For all the ways in which Donald Trump supposedly represents the destruction of the Republican party, the presumptive presidential nominee has toed the line on global warming, deeming himself a nonbeliever even as he’s drifted away from the most hardcore anti-climate change rhetoric. Perhaps unsurprisingly, that all changes when the future of one of his businesses is at stake.
As The Politico reports, the Trump International Hotel & Golf Links in Doonbeg, Ireland recently filed a permit application to build a sea wall along the beach of its golf course to protect it from erosion and rising sea levels as caused by global warming:
The statement acknowledges one Irish government study that assumes a steady rate of erosion through 2050, but argues that the study fails to account for the effects of climate change: “If the predictions of an increase in sea level rise as a result of global warming prove correct, however, it is likely that there will be a corresponding increase in coastal erosion rates not just in Doughmore Bay but around much of the coastline of Ireland. In our view, it could reasonably be expected that the rate of sea level rise might become twice of that presently occurring. … As a result, we would expect the rate of dune recession to increase.”
The bigger problem, though, according to the impact statement, will be the erosion caused by larger, more frequent storms. “As with other predictions of global warming and its effects, there is no universal consensus regarding changes in these events,” it states. “Our advice is to assume that the recent average rate of dune recession will not alter greatly in the next few decades, perhaps as far into the future as 2050 as assumed in the [government study] but that subsequently an increase in this rate is more likely than not.”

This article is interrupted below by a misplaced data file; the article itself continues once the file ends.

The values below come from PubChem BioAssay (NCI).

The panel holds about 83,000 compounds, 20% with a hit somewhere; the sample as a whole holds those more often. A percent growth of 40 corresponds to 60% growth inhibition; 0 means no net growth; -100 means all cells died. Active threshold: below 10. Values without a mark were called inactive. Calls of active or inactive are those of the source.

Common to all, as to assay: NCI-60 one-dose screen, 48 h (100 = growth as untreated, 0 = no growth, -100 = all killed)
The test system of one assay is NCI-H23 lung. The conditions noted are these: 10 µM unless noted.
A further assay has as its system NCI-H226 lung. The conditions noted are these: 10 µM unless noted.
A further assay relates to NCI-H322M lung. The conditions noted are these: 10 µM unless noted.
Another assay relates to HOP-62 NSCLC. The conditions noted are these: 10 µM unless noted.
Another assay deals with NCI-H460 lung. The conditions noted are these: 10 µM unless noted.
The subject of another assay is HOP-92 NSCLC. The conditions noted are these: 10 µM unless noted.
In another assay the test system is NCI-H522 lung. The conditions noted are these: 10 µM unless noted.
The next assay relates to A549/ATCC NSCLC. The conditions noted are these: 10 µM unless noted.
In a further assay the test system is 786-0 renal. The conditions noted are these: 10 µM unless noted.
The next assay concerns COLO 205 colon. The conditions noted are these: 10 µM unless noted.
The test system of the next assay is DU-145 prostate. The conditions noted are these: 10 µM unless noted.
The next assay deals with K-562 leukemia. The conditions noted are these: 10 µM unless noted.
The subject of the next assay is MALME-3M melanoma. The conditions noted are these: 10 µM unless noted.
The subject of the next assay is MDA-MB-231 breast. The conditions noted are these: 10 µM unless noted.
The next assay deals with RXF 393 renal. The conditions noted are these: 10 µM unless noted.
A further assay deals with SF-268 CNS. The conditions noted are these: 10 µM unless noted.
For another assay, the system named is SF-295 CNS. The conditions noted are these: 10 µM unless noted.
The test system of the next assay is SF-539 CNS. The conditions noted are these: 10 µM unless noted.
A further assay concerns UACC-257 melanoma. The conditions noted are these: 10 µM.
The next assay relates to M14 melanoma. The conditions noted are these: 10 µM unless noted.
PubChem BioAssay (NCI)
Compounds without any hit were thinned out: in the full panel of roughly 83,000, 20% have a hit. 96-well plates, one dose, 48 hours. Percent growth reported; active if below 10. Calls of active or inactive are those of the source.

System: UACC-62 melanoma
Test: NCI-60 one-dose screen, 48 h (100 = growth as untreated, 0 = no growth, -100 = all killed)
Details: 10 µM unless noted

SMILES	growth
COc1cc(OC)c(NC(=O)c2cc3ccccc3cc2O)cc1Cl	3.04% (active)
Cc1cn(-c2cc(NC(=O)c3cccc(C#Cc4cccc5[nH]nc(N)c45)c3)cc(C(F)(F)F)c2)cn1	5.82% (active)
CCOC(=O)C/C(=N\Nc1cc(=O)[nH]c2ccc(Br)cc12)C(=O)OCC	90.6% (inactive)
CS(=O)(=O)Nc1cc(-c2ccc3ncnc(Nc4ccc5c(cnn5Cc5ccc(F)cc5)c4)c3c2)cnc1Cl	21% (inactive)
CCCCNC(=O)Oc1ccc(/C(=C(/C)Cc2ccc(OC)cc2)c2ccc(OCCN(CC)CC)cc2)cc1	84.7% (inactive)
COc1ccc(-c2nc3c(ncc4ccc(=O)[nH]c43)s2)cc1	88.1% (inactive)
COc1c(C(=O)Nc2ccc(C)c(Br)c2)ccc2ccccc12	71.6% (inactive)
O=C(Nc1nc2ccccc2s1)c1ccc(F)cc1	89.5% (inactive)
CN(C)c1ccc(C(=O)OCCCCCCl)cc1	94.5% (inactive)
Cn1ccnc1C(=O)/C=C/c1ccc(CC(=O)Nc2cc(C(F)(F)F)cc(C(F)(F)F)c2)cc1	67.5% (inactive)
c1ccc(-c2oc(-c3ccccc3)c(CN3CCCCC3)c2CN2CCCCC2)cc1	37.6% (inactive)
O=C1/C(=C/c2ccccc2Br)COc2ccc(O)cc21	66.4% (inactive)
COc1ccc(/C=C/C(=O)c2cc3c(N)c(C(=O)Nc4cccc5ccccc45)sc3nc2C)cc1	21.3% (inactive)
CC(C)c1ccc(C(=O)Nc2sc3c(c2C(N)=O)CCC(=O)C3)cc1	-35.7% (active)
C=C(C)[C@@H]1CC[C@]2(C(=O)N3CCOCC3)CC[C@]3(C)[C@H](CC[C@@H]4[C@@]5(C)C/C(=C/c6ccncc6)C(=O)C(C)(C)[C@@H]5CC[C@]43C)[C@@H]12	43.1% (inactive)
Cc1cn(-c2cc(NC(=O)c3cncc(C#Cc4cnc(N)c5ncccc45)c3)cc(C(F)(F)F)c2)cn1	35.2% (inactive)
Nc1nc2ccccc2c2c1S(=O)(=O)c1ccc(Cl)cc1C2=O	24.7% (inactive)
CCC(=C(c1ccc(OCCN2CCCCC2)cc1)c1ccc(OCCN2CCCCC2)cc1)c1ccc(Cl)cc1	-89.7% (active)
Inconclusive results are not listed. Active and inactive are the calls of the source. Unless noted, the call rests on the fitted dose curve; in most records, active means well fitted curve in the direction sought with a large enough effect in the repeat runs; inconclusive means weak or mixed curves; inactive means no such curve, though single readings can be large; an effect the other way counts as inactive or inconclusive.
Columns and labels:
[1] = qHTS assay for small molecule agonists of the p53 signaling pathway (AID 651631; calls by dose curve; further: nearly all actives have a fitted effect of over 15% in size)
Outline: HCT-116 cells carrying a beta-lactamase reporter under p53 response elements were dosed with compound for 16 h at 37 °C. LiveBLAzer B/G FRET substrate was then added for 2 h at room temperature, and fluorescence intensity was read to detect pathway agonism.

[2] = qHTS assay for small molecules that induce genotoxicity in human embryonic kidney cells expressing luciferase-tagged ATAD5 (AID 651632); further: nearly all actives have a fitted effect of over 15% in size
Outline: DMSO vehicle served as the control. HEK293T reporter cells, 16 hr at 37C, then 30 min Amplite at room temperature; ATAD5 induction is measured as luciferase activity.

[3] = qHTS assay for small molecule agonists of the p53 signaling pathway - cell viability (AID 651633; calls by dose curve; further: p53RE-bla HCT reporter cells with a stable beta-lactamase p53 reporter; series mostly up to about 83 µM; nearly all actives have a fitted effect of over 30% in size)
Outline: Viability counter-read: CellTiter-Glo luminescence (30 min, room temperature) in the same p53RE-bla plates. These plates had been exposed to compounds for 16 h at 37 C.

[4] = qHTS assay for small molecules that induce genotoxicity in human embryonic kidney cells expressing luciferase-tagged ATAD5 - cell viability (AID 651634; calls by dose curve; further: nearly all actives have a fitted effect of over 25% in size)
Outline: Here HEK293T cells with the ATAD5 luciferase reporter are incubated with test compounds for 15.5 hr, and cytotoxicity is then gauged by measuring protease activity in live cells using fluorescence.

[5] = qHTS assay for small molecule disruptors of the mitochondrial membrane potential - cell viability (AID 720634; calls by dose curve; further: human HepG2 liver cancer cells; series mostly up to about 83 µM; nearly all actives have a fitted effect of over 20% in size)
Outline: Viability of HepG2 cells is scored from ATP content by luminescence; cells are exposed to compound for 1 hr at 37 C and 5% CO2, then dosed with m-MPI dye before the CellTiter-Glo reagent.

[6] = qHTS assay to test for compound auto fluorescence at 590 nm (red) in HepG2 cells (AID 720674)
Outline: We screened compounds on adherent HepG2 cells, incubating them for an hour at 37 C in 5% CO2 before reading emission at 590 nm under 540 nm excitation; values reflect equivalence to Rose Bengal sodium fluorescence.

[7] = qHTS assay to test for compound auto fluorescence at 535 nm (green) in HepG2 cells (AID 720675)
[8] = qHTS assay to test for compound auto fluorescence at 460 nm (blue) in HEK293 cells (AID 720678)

This is the second time the Trump complex in Doonbeg has petitioned for special permission to erect a sea wall
Though Trump has previously boasted about his involvement with his Irish resort, its unclear to what extent he was involved with the petition that is happy to feed into global warming panic. The report, which the resort commissioned, was prepared by an Irish environmental consultancy group named TIGL Ireland Enterprises. The Daily Caller spinned the story thusly, arguing that “in reality, this only shows Trump uses global warming alarmism to benefit his business,” though it’s hard to see how “Donald Trump is just pretending” presents him in a more positive light.
Apple has a strained history with video games, as the company regulates what is and isn’t a “game.” It’s why Apple initially rejected Liyla And The Shadows of War, about a young Palestinian girl in Gaza, and said it “was not appropriate for the games category.” Apple has now reversed that decision.
Despite the incredible popularity of video games on Apple’s various devices, the company’s own policies limit the ambitions of developers. Here’s the key line from Apple’s public guidelines for the App Store:
We view Apps different than books or songs, which we do not curate. If you want to criticize a religion, write a book. If you want to describe sex, write a book or a song, or create a medical App. It can get complicated, but we have decided to not allow certain kinds of content in the App Store.
The designer behind Liyla And The Shadows of War, Rasheed Abueideh, went public about the situation a few days back:
The game had already been approved for release on the Google Play store.